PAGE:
May 18, 2016
You’ve heard about “going the second mile.” In His “Sermon on the Mount” in Galilee Jesus said (in a context forbidding retaliation for evil), “And whoever compels you to go one mile, go with him two” (Matt. 5:41). In New Testament times a Roman soldier could compel a Jewish citizen (or others) to carry burdens for them. They were authorized by the Roman government to press civilians into service of this nature; such would have to carry the load for the distance of one mile, but no further.
But how would you know when the mile was up? Conveniently, Roman roads had mile markers, such as these below, collected from the Beth Shan area.
Milestones from the Beth Shan area, at Gan Hashlosha National Park. Photo by Leon Mauldin.
Jesus tells His disciples that instead of complaining about an oppressive government, or bemoaning their victimization, they were to go an extra mile. You see, Jesus’ disciples are different; in the world, but not of the world. Who knows but that from time to time this kind of unusual conduct would cause that soldier to ask, “What makes you different; what do you have that I don’t have?” If so then as Peter said, “But sanctify the Lord God in your hearts, and always be ready to give a defense to everyone who asks you a reason for the hope that is in you, with meekness and fear; having a good conscience, that when they defame you as evildoers, those who revile your good conduct in Christ may be ashamed” (1 Pet. 3:15,16).
I’ve previously written on milestones here.
May 4, 2016
Frequently the Bible will have “summary statements,” such as is found regarding Jesus’ Galilean Ministry: ” Jesus withdrew to the sea with His disciples; and a great multitude from Galilee followed; and also from Judea, and from Jerusalem, and from Idumea, and beyond the Jordan, and the vicinity of Tyre and Sidon, a great number of people heard of all that He was doing and came to Him” (Mark 3:7-8, NASB).
Note Jesus “withdrew to the sea,” meaning the Sea of Galilee, which is really a fresh water lake fed by the Upper Jordan. Its surface is currently 696 feet below sea level. Here see a sunrise view I photographed last month:
Sunrise at the Sea of Galilee. Photo ©Leon Mauldin.
I labeled this blank map to show all the sites mentioned in these two verses.
Map, areas mentioned in Mark 3:7-8. Blank map by Bob Waldron & Scott Richardson.
The text is saying that people from all of these areas came to hear and see Jesus when He “withdrew to the sea.” Mark records the above portion of Jesus’ ministry immediately before he narrates Jesus’ selection and appointment of the twelve apostles.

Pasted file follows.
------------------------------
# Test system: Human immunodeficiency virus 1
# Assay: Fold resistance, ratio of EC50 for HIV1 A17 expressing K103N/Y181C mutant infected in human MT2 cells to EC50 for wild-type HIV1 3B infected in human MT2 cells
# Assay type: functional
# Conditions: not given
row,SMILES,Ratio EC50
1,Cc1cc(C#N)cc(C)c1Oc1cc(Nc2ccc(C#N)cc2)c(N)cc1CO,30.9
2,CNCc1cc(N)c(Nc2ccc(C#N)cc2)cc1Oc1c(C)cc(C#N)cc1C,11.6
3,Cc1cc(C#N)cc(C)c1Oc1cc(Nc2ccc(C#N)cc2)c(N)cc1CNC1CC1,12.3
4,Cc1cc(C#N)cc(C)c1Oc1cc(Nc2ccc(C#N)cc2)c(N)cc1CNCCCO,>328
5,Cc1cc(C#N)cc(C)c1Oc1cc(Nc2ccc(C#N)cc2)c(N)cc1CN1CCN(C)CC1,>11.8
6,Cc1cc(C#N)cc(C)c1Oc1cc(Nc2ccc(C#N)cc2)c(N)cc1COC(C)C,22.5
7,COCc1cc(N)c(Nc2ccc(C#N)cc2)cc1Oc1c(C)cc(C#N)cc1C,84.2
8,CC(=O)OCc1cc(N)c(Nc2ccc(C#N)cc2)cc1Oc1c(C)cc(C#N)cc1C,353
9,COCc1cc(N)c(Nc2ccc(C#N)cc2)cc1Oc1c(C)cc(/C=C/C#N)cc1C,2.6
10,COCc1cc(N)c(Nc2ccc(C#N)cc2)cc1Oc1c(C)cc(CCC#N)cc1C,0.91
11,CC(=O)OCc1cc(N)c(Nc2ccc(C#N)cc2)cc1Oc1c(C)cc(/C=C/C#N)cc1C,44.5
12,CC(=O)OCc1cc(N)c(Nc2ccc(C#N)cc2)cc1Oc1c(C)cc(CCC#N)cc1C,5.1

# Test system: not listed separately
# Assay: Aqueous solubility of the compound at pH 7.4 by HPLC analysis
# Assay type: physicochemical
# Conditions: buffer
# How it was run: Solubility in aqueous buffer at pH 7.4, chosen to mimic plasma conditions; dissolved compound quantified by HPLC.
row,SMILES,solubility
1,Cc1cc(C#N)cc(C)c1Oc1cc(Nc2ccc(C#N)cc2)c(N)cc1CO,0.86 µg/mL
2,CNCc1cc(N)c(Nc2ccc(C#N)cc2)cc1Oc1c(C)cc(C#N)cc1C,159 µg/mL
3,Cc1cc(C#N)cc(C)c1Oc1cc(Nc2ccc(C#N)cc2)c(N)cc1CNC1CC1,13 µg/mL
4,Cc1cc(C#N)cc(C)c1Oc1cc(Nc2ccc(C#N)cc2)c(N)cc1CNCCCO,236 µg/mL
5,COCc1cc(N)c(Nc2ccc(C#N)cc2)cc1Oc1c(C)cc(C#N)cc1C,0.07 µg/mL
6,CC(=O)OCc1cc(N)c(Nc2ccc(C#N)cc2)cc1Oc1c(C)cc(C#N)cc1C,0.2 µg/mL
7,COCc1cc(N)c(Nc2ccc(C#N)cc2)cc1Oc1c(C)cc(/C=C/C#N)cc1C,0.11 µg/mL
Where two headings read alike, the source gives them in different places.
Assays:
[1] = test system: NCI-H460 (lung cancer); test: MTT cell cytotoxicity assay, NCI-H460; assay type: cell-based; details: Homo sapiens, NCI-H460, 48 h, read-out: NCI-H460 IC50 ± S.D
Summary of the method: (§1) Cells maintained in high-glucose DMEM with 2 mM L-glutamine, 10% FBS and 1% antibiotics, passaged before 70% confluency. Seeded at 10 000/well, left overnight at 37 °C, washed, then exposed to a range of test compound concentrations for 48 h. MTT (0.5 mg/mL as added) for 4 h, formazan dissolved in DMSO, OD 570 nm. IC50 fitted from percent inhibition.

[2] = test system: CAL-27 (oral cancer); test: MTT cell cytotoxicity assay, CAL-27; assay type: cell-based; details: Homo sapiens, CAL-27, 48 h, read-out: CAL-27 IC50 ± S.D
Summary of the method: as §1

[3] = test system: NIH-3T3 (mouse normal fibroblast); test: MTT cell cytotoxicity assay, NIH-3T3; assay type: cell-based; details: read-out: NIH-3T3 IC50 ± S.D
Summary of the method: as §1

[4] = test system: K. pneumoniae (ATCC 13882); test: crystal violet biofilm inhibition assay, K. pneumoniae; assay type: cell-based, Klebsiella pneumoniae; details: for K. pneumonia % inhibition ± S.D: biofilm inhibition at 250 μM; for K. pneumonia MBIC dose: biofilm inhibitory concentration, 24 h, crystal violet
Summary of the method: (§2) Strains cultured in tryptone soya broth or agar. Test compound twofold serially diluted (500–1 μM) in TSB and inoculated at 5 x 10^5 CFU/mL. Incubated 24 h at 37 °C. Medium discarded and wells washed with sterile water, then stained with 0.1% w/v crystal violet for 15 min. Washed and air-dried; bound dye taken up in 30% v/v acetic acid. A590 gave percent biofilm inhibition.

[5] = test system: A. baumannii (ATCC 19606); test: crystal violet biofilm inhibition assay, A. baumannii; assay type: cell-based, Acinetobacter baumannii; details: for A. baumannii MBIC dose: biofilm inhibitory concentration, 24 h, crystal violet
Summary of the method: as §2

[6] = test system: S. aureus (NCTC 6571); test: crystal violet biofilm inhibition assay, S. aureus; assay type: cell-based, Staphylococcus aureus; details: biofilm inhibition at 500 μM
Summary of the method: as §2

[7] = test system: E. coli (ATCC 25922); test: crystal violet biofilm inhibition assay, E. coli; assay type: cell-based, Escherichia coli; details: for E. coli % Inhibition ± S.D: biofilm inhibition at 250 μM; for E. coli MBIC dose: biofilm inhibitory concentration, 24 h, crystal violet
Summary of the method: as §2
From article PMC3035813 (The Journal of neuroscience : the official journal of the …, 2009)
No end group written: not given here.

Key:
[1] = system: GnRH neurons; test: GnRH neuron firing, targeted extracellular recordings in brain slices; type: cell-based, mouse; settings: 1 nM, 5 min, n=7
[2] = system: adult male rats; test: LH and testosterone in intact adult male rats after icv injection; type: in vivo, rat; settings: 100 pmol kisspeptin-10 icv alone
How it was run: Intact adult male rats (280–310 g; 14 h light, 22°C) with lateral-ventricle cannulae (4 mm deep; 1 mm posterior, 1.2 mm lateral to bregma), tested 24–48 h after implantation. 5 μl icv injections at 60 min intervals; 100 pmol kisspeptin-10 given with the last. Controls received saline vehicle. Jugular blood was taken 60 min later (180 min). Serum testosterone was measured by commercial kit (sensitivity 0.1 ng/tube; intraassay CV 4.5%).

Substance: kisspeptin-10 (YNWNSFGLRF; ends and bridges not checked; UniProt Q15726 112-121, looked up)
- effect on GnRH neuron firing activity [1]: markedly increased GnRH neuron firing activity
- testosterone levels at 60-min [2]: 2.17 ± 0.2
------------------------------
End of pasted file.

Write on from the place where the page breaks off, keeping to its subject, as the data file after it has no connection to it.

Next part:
May 1, 2016
In the 1 Kings narrative of the prophet Elijah and his dealings with wicked Ahab & Jezebel, YHWH proved dramatically on Mt. Carmel that He was the true God, answering Elijah’s prayer by sending fire on the mountain to devour the sacrifice. The Baal prophets who were present were destroyed. The 3 1/2 year drought ended, showing God, not Baal, controlled the rain (1 Kings 18).
While one might expect that this would be a real turning point for the spiritual condition of Israel, such was not the case. Jezebel’s response: “Then Jezebel sent a messenger to Elijah, saying, “So may the gods do to me and even more, if I do not make your life as the life of one of them by tomorrow about this time” (19:2).
Elijah then had a very real struggle with fear and depression. His response: “And he was afraid and arose and ran for his life and came to Beersheba, which belongs to Judah, and left his servant there. But he himself went a day’s journey into the wilderness, and came and sat down under a juniper tree; and he requested for himself that he might die, and said, ‘It is enough; now, O LORD, take my life, for I am not better than my fathers'” (19:3-4).
Beersheba is located in the Negeb, the south of Israel.
Last month I had opportunity to take some aerial photos of Beersheba.
Aerial photo of Beersheba. Photo by Leon Mauldin.
We have previously posted on Beersheba here here here and here.